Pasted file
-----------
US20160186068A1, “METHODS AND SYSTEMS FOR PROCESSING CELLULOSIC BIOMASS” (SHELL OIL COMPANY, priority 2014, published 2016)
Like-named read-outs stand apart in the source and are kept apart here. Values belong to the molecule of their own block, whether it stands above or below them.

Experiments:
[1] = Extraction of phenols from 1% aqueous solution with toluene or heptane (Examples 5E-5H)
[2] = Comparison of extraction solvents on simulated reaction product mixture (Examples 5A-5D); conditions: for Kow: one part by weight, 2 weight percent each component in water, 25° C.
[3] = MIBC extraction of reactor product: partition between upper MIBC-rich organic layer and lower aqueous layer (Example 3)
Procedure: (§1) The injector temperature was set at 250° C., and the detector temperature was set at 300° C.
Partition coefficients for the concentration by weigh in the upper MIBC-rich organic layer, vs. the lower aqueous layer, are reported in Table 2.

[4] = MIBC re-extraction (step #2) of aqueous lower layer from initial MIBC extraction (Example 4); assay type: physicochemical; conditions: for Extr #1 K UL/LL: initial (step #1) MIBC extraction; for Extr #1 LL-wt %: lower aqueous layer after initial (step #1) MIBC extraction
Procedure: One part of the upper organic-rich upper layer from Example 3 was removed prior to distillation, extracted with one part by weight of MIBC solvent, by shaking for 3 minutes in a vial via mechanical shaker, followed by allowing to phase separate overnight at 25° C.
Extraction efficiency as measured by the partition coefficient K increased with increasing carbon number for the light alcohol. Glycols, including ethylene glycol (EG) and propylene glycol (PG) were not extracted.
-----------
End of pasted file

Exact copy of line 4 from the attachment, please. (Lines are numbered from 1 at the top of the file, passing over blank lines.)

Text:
[1] = Extraction of phenols from 1% aqueous solution with toluene or heptane (Examples 5E-5H)